12.00 – 13.00 GMT, Zoom Webinar


Behated, beloved, betrayed. Conservation culture and survival of modern heritage

The Italian attitude to retain material witnesses of the past has played a peculiar role in the Western culture. Either intentionally or unintentionally, Italian natural and urban landscape has taken shape by means of a continuous transformation of the existence, only rarely through demolition and reconstruction. In Europe, this attitude has traced the path to a specific culture, starting from the Ancient Times, and has met a rapid acceleration in the Renaissance finally developing as ‘restoration’ after the Age Enlightenment. Italian culture has eventually developed a more critical attitude, based on appreciation, scientific judgment and value assessment of the artefacts of the past, which justifies and explains why the Italian landscape is also so richly stratified, bearing traces of fairly all past eras, including the very recent, and often uncomfortable, past.
But the critical Italian approach has proved to be mixed-blessing. The survival of so many monuments of the recent past, in spite of the damnatio memoriae still enacted today, may also be interpreted as a specific ‘resilience’ of the Italian culture, which on one side applies a scientific evaluation to declared (and ancient) monuments, and on the other apathetically cohabits and metabolises the remnants of the very recent past avoiding an often engaging and hard elaboration. Artefacts of the past century are therefore likely to survive undisturbed. This is true for iconic buildings, bearing a symbolic value for political or ideological reasons, but also for public buildings, houses, residential estates and infrastructures.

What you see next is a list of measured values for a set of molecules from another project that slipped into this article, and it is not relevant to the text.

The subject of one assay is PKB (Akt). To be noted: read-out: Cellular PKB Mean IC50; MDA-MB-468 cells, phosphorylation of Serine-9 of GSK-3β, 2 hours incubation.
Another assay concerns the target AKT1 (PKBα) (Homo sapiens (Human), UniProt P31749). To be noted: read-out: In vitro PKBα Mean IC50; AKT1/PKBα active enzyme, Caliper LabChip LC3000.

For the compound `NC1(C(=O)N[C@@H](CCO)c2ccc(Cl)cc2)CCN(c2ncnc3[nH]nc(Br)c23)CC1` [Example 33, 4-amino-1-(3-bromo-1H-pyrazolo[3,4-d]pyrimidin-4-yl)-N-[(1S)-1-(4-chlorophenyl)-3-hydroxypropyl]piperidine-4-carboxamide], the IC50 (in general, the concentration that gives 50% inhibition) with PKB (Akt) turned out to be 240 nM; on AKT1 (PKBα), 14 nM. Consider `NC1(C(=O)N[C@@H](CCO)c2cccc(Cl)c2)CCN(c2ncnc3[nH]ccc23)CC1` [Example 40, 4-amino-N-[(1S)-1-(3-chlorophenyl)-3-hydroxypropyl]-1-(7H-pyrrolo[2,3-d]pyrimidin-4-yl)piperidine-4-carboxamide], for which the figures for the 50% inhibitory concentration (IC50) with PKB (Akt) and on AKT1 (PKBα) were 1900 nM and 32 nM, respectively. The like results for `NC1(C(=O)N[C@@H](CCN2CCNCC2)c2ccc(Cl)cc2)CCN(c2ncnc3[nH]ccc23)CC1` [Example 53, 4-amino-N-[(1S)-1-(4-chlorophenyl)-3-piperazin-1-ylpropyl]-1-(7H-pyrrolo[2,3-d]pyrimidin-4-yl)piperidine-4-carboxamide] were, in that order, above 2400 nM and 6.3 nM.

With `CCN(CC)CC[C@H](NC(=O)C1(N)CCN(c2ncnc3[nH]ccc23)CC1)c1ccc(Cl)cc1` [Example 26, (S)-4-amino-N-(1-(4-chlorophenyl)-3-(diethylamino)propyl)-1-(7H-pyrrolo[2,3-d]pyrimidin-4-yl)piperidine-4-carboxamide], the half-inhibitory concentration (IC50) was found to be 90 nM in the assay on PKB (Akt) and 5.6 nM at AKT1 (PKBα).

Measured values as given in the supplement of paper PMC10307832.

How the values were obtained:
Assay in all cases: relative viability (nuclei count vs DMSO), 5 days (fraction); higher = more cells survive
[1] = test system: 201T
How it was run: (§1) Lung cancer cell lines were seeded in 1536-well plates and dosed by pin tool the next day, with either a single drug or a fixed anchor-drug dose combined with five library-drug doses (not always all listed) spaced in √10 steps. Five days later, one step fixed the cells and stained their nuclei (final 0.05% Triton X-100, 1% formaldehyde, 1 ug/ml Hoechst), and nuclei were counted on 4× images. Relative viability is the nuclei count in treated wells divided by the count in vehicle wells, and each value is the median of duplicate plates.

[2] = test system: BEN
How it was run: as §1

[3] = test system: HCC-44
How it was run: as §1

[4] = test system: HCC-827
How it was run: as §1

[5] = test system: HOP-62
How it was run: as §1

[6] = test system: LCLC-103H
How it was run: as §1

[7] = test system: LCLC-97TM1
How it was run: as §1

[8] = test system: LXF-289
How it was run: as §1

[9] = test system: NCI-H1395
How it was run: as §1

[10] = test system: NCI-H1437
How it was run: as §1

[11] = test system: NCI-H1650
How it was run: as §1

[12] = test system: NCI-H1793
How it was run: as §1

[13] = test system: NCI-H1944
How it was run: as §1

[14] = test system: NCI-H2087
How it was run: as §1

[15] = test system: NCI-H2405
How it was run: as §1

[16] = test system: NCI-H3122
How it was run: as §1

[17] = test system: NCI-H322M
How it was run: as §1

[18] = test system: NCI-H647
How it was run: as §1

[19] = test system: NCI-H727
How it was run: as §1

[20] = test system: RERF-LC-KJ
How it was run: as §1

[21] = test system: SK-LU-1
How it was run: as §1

Today this attitude entails a wide range of questions that appear rather compelling as populisms are at the gate in many democratic countries. We should in fact ask why in the past two decades a number of intentional demolitions have occurred in Italy, namely of buildings dating back to the Fifties and Sixties. These architectural pieces are icons of the Italian process of democratisation, achieved in the postwar years and iconised through the memory of the so-called ‘economic boom’ . A series of case studies in the country culminate with the recent disastrous ruin of one bay of Riccardo Morandi’s viaduct over the Polcevera, which has solicited a radical, previously unthought of approach of complete demolition/reconstruction.
The seminar intends to illustrate how the culture of conservation has intentionally regulated modern European approach to pre-existences until today, as sneaky strategies of persuasion and uncultured governments apply to a neglected heritage that now struggles to survive.


Dr Simona Salvo 

Architect, Master of Science in architecture at Sapienza University (1997) and PhD in Architectural Conservation (2000), Salvo is tenured Aggregate Professor and Researcher at ‘Sapienza’ University of Rome. She has been member of research teams for a number of research projects of National and International Relevance and is responsible for academic international cooperation in the field of architectural conservation with several international academic institutions in Europe and abroad (China, Brazil, Burma). Her fields of interest are focused on theoretical and methodological issues concerning architectural conservation, especially of modern and contemporary architecture, and on the dissemination of restoration principles and theories in today’s globalised culture. She has published largely essays on architectural conservation on scientific reviews, encyclopaedias and books, and has authored articles and books about the conservation of modern architecture.
Salvo is currently Scientific Coordinator and Supervisor of the “Keeping It Modern” 2019 Award funded by The Getty Foundation for a research project on Gio Ponti’s School of Mathematics at Sapienza University campus in Rome.